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This result was from a good shot, good arrow flight and flight was right over sensors.

Bow was a 28# on my fingers, arrow 443 grs. How many believe the chrono



The arrow has top hat brass points on them. When the sun is low I get readings like this.

Ya gotta be careful. A chrono can make you look like you are telling a fib
 

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I saw a 256 yesterday that caused a double take. I had just shot a broadhead and think it gave off a flash.

Say, are those gas cans by your target, getting ready for the fourth?

Rasyad
 
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I use the IR light bars even when I am using the chrono outside. I start to get spurious readings when the sun starts to go down. That is when I stop since I can no longer rely on the numbers.
 

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Good point. I used to spend quite a bit of time shooting over one to refine things. I know I'm doing my part when I get a string of five at the same speed.......
 

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Interesting the variance between chronos and conditions, I guess we never know if our results are correct or not.

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The key to getting good results out of a chrono, like any test device, is having a good, repeatable process and controlling conditions. You can't just start flinging arrows through it an expect that what the LED displays is correct. Since we do not have easily accessible primary standards for speed, the best we can do is to calibrate our procedures to provide repeatable results, shot to shot, and day to day. Testing the capability of the procedure with a compound bow or recurve with a clicker will help since there will be less variation from the archer. In fact, a compound bow could be set up as a calibration check before new measurements are made. I have found that compounds are very consistent, even when shot with fingers. I have learned how to get good numbers out of my chrono and how to identify when the conditions have degraded to the point where the results are no longer valid. I can take the same bow and get the same results day after day, and the results are what I would reasonably expect. That is what we are really interested in. Whether my 203 is really 205 or 201 is less important, as long as my measurements are reasonable and consistent. That means I can compare measurements I have made from bow to bow and feel they are consistent across the population of bows that I have tested. I cannot, however, tell you that my 203 is faster than your 201, nor do I care to. We are not using the same procedure and our chrono's are not recalibrated on a regular cycle, or at all.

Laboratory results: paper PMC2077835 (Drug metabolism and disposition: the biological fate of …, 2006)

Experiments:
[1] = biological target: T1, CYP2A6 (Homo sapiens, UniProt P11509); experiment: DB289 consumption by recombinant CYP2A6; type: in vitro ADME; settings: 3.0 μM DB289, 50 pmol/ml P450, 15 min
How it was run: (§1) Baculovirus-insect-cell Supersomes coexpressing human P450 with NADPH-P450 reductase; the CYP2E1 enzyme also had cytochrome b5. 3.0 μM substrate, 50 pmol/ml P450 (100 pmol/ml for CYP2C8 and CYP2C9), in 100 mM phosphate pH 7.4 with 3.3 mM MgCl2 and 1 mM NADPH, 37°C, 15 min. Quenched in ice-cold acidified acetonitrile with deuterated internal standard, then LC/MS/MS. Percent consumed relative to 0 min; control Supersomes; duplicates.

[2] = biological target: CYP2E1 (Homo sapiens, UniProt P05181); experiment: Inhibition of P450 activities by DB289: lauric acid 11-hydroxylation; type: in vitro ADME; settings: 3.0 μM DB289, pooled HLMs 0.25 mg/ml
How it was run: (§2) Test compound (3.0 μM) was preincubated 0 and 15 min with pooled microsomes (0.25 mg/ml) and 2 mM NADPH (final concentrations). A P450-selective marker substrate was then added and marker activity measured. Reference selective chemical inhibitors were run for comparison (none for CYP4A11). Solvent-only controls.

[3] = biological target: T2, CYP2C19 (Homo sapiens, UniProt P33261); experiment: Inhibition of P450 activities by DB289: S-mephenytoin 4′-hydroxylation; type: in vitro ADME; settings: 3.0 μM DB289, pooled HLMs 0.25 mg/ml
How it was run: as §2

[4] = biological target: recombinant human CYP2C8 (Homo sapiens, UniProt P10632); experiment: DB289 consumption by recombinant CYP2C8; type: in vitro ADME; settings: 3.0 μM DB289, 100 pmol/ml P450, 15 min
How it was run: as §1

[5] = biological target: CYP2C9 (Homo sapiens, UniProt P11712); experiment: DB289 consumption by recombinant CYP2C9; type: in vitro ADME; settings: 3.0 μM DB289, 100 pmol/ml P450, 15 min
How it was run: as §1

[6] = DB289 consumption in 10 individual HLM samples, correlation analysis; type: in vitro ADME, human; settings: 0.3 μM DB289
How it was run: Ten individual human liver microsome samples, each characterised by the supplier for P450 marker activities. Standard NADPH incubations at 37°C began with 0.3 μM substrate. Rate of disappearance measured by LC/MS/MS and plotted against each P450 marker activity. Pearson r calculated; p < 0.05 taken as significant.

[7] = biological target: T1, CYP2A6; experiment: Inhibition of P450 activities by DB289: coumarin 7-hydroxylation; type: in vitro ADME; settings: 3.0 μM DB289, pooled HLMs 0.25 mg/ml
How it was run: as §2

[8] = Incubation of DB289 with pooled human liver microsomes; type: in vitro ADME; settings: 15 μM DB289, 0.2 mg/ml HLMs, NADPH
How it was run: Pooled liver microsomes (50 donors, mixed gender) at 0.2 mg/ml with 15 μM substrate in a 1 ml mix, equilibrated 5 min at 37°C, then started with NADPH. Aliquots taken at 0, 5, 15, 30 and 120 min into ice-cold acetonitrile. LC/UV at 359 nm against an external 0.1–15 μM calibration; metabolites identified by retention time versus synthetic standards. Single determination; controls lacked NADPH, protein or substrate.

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If you shoot the same arrow over the same chrono you will learn much about your own procedure. That is the signature benefit of the chrono.

It will also document your fatigue limits.
 

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If you shoot the same arrow over the same chrono you will learn much about your own procedure. That is the signature benefit of the chrono.

It will also document your fatigue limits.
True, but that is not all. You just have to take into account the factors that affect the outcome. That is one reason why a Hooter Shooter is good. It may not give you your speed, but it should give the same speed as someone else repeating the experiment with a different Hooter Shooter. Don't look for perfection. There is a lot of grey area in science. That is where a lot of the innovation comes from. We need to navigate the grey if we are to continue to move forward. Navigating the grey is what separates the great scientist from his peers.
 
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